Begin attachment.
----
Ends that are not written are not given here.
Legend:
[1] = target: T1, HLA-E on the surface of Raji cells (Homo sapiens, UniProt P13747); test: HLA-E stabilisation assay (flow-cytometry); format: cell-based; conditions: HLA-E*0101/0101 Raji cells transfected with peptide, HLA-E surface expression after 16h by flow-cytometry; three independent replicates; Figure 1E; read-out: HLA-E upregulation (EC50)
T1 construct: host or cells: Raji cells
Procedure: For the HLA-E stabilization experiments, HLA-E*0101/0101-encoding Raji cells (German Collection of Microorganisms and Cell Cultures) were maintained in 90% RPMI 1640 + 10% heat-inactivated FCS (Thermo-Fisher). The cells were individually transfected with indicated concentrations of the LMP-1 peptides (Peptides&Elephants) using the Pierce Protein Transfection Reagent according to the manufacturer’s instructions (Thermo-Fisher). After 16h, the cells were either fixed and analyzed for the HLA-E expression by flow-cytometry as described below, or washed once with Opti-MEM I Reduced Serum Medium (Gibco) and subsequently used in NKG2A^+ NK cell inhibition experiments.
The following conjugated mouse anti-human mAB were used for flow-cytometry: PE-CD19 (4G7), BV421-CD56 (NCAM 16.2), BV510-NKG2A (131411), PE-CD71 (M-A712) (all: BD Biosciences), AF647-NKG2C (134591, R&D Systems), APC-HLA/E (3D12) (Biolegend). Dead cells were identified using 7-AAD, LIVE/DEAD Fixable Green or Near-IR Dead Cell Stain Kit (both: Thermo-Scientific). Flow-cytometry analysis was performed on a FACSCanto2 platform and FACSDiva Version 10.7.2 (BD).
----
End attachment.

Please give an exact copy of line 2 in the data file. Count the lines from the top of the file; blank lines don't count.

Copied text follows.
Legend: